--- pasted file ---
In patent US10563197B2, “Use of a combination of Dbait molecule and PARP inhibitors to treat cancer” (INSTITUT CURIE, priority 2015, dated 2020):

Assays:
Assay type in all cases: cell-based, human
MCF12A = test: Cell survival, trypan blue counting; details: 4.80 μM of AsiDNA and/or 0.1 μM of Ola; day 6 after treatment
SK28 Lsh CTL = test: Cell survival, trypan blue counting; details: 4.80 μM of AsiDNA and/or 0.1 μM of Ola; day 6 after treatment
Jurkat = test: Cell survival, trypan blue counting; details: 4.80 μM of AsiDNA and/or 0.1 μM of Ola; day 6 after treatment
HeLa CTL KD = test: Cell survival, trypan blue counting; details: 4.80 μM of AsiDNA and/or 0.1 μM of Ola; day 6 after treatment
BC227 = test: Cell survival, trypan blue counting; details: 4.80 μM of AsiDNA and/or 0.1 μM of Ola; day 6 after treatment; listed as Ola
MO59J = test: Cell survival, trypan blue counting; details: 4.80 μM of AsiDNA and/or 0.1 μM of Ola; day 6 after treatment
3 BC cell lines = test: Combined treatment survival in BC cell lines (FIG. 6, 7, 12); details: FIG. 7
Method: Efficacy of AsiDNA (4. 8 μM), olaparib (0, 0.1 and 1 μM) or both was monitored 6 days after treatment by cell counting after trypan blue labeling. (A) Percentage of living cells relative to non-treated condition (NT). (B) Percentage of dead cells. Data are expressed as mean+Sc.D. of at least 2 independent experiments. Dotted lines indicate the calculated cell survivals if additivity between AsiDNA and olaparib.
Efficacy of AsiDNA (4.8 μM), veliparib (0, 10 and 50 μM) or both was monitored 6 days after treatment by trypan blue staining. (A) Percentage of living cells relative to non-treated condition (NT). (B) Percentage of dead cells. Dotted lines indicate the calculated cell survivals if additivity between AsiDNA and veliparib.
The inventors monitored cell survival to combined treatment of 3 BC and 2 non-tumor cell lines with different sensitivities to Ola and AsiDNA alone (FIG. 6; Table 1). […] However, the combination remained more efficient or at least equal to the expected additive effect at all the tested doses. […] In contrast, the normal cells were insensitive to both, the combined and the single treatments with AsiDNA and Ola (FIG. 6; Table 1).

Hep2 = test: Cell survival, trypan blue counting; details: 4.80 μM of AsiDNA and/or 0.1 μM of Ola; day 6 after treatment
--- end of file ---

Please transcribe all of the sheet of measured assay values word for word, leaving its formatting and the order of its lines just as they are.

In patent US10563197B2, “Use of a combination of Dbait molecule and PARP inhibitors to treat cancer” (INSTITUT CURIE, priority 2015, dated 2020):

Assays:
Assay type in all cases: cell-based, human
MCF12A = test: Cell survival, trypan blue counting; details: 4.80 μM of AsiDNA and/or 0.1 μM of Ola; day 6 after treatment
SK28 Lsh CTL = test: Cell survival, trypan blue counting; details: 4.80 μM of AsiDNA and/or 0.1 μM of Ola; day 6 after treatment
Jurkat = test: Cell survival, trypan blue counting; details: 4.80 μM of AsiDNA and/or 0.1 μM of Ola; day 6 after treatment
HeLa CTL KD = test: Cell survival, trypan blue counting; details: 4.80 μM of AsiDNA and/or 0.1 μM of Ola; day 6 after treatment
BC227 = test: Cell survival, trypan blue counting; details: 4.80 μM of AsiDNA and/or 0.1 μM of Ola; day 6 after treatment; listed as Ola
MO59J = test: Cell survival, trypan blue counting; details: 4.80 μM of AsiDNA and/or 0.1 μM of Ola; day 6 after treatment
3 BC cell lines = test: Combined treatment survival in BC cell lines (FIG. 6, 7, 12); details: FIG. 7
Method: Efficacy of AsiDNA (4. 8 μM), olaparib (0, 0.1 and 1 μM) or both was monitored 6 days after treatment by cell counting after trypan blue labeling. (A) Percentage of living cells relative to non-treated condition (NT). (B) Percentage of dead cells. Data are expressed as mean+Sc.D. of at least 2 independent experiments. Dotted lines indicate the calculated cell survivals if additivity between AsiDNA and olaparib.
Efficacy of AsiDNA (4.8 μM), veliparib (0, 10 and 50 μM) or both was monitored 6 days after treatment by trypan blue staining. (A) Percentage of living cells relative to non-treated condition (NT). (B) Percentage of dead cells. Dotted lines indicate the calculated cell survivals if additivity between AsiDNA and veliparib.
The inventors monitored cell survival to combined treatment of 3 BC and 2 non-tumor cell lines with different sensitivities to Ola and AsiDNA alone (FIG. 6; Table 1). […] However, the combination remained more efficient or at least equal to the expected additive effect at all the tested doses. […] In contrast, the normal cells were insensitive to both, the combined and the single treatments with AsiDNA and Ola (FIG. 6; Table 1).

Hep2 = test: Cell survival, trypan blue counting; details: 4.80 μM of AsiDNA and/or 0.1 μM of Ola; day 6 after treatment